Perhaps one of the caveats that proved worrisome from my perspective, HM Pro appeared to struggle with speed and resolution – when subjected to handling of past paced music that contain lots of layers. This is evident when I use my HM Pro for Rock/Metal/Indie playlist. While it does not succumbed outright to being muddy, the soundscape seems to caved in and thus imparting cramped fuzzy lines between layers. Thankfully it fares better when playing most other music genre like Jazz, Pop, Folk or anything else that does not exceed 100 BPM.

Nonetheless, I would say the technical prowess of HM Pro is average at best. Imaging amply clean but not as clinical due to edge smoothing. The overall resolution proved enough for casual use.

Another element that I find to be less appealing would be the projection of spatial positioning. HM Pro exhibited traditional Left/Right split, which is common for most dynamic drivers. This means that HM Pro is not suitable for gaming or movie usage. HM Pro simply lacked holographic imaging.


One key element that HM Pro does better from the OG HM, it is a lot more efficient to drive. In fact I was pleasantly surprised to hear my HM Pro sounding so good with my weak Sony Xperia X Compact (which is under 1 Vrms). Further tests indicated that the efficiency of HM Pro goes to peak at around 2 Vrms, of which it sounded the best when powered by Cayin RU6 and Ovidius B1. Pushing it further with CEntrance DACport HD or VE Megatron at over 4 Vrms, I frankly can’t hear any difference in terms of fidelity which was already present with RU6/B1.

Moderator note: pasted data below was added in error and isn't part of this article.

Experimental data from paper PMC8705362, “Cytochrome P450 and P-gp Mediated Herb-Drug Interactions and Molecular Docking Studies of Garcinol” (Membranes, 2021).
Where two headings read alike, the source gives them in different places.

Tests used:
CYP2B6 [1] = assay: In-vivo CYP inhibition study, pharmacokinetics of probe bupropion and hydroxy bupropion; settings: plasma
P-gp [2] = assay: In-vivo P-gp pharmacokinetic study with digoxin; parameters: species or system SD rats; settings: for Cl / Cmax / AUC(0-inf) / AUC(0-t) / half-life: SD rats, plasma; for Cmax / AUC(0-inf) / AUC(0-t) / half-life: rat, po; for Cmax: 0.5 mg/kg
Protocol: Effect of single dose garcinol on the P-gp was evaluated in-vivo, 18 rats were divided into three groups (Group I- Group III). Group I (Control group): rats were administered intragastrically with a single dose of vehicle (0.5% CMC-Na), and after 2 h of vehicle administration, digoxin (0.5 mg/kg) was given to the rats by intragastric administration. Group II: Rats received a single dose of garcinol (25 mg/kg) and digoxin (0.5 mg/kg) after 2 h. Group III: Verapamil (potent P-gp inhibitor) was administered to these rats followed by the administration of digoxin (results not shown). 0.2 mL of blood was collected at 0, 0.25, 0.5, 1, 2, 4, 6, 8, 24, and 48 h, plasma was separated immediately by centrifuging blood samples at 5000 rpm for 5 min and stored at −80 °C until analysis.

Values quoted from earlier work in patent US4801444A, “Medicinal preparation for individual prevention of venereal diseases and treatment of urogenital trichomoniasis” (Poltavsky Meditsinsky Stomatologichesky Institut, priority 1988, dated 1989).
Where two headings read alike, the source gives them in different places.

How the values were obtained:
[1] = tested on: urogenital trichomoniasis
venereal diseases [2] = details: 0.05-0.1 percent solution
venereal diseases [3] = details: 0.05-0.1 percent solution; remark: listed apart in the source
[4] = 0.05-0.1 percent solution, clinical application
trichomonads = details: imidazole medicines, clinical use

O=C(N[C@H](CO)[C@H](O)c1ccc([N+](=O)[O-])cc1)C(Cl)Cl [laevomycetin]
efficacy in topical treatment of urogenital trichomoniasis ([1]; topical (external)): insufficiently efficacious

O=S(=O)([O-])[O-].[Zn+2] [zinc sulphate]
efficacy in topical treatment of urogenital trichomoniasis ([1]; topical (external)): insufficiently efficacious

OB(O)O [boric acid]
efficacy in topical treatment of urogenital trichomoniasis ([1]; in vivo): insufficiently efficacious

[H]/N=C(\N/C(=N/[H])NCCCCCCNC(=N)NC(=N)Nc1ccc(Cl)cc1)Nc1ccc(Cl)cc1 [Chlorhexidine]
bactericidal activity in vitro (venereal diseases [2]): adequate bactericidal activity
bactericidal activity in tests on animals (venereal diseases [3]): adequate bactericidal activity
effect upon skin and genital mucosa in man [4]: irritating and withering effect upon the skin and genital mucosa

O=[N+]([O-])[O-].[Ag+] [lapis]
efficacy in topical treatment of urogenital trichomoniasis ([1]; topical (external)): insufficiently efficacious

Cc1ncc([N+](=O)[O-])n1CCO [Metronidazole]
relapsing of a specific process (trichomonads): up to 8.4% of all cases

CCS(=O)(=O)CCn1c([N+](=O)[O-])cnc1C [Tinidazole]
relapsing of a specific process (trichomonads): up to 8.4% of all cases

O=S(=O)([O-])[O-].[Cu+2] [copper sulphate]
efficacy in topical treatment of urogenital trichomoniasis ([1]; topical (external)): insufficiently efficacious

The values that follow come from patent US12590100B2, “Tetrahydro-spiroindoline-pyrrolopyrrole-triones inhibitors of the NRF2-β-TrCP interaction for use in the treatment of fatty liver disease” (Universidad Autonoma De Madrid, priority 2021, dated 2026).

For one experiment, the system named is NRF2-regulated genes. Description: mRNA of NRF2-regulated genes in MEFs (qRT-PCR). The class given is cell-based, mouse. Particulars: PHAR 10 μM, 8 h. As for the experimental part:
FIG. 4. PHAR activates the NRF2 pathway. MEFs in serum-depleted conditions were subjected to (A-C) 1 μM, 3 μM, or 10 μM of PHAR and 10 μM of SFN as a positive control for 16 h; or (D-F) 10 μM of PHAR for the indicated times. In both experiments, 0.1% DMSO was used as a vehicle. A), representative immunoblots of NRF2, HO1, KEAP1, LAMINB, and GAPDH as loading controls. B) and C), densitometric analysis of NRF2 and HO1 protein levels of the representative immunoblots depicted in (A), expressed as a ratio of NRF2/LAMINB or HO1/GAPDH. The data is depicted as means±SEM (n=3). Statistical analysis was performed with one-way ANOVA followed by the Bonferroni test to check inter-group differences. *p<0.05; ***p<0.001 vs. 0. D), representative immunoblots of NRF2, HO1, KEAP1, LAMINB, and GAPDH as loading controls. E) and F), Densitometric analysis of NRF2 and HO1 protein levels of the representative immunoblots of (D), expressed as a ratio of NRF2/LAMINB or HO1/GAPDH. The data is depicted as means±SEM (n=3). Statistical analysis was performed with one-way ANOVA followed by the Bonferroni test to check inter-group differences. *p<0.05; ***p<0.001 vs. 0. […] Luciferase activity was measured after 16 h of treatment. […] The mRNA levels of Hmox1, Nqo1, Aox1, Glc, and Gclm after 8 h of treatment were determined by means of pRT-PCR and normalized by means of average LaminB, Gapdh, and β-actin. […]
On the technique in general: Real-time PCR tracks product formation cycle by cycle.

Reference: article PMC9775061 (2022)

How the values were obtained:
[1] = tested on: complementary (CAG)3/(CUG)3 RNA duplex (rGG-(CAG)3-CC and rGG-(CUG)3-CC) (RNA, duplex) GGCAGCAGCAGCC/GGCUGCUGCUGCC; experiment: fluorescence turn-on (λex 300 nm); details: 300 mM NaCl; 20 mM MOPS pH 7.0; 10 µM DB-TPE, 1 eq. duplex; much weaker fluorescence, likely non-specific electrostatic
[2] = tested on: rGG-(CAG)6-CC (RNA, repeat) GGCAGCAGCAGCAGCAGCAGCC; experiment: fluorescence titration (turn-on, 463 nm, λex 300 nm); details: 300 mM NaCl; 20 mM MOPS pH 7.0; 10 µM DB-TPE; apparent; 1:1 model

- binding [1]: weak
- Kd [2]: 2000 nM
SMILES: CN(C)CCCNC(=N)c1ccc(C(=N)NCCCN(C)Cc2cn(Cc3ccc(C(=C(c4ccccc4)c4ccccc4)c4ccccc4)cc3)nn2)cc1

Final Words

In summary, I would regard HZSOUND Heart Mirror Pro as a solid performer for the asking price at just $80. Despite being Bass heavy as compared to the OG HM, HM Pro proved to be a more balanced sounding unit which will appeal to many. It is vibrant, fun and smooth. Some deficiencies with technical aspect but it is not a deal breaker really – for as long as HM Pro is not used to listen to highly pacey music.

Not forgetting how premium the whole packaging is, I believe HZSOUND should be made as example how manufacturers should package their IEMs. That modular cable alone is more than worth the price.